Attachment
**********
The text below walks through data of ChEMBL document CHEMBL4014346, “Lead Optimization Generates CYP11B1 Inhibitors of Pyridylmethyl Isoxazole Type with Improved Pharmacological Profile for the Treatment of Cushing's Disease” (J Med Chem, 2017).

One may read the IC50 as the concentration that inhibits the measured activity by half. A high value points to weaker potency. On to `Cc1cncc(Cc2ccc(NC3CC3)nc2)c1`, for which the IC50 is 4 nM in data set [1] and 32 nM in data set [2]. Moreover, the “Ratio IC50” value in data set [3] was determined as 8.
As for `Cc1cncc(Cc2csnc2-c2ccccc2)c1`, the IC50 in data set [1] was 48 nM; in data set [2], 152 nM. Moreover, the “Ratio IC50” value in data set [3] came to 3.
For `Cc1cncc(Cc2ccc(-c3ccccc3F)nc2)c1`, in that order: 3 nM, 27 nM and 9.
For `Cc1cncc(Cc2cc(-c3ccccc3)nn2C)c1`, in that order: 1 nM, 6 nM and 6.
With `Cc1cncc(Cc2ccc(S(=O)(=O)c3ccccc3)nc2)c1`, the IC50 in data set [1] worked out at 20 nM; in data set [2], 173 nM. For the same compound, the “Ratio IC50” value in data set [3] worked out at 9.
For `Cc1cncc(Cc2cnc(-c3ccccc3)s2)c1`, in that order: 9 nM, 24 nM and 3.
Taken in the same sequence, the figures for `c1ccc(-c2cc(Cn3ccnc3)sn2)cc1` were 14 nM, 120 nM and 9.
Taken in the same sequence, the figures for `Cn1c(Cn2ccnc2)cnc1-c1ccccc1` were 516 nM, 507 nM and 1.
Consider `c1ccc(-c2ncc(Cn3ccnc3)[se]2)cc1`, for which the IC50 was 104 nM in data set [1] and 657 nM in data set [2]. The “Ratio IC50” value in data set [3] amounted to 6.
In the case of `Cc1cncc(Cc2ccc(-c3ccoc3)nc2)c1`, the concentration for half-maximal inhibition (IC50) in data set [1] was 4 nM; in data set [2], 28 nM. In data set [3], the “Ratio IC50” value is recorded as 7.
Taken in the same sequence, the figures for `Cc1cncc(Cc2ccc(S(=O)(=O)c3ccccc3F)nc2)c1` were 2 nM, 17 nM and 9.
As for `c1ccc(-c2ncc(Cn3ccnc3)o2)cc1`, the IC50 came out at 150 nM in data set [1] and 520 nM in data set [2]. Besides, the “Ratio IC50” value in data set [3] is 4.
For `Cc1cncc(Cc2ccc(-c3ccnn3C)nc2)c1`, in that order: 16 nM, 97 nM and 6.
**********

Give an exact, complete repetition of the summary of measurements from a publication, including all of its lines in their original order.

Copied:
The text below walks through data of ChEMBL document CHEMBL4014346, “Lead Optimization Generates CYP11B1 Inhibitors of Pyridylmethyl Isoxazole Type with Improved Pharmacological Profile for the Treatment of Cushing's Disease” (J Med Chem, 2017).

One may read the IC50 as the concentration that inhibits the measured activity by half. A high value points to weaker potency. On to `Cc1cncc(Cc2ccc(NC3CC3)nc2)c1`, for which the IC50 is 4 nM in data set [1] and 32 nM in data set [2]. Moreover, the “Ratio IC50” value in data set [3] was determined as 8.
As for `Cc1cncc(Cc2csnc2-c2ccccc2)c1`, the IC50 in data set [1] was 48 nM; in data set [2], 152 nM. Moreover, the “Ratio IC50” value in data set [3] came to 3.
For `Cc1cncc(Cc2ccc(-c3ccccc3F)nc2)c1`, in that order: 3 nM, 27 nM and 9.
For `Cc1cncc(Cc2cc(-c3ccccc3)nn2C)c1`, in that order: 1 nM, 6 nM and 6.
With `Cc1cncc(Cc2ccc(S(=O)(=O)c3ccccc3)nc2)c1`, the IC50 in data set [1] worked out at 20 nM; in data set [2], 173 nM. For the same compound, the “Ratio IC50” value in data set [3] worked out at 9.
For `Cc1cncc(Cc2cnc(-c3ccccc3)s2)c1`, in that order: 9 nM, 24 nM and 3.
Taken in the same sequence, the figures for `c1ccc(-c2cc(Cn3ccnc3)sn2)cc1` were 14 nM, 120 nM and 9.
Taken in the same sequence, the figures for `Cn1c(Cn2ccnc2)cnc1-c1ccccc1` were 516 nM, 507 nM and 1.
Consider `c1ccc(-c2ncc(Cn3ccnc3)[se]2)cc1`, for which the IC50 was 104 nM in data set [1] and 657 nM in data set [2]. The “Ratio IC50” value in data set [3] amounted to 6.
In the case of `Cc1cncc(Cc2ccc(-c3ccoc3)nc2)c1`, the concentration for half-maximal inhibition (IC50) in data set [1] was 4 nM; in data set [2], 28 nM. In data set [3], the “Ratio IC50” value is recorded as 7.
Taken in the same sequence, the figures for `Cc1cncc(Cc2ccc(S(=O)(=O)c3ccccc3F)nc2)c1` were 2 nM, 17 nM and 9.
As for `c1ccc(-c2ncc(Cn3ccnc3)o2)cc1`, the IC50 came out at 150 nM in data set [1] and 520 nM in data set [2]. Besides, the “Ratio IC50” value in data set [3] is 4.
For `Cc1cncc(Cc2ccc(-c3ccnn3C)nc2)c1`, in that order: 16 nM, 97 nM and 6.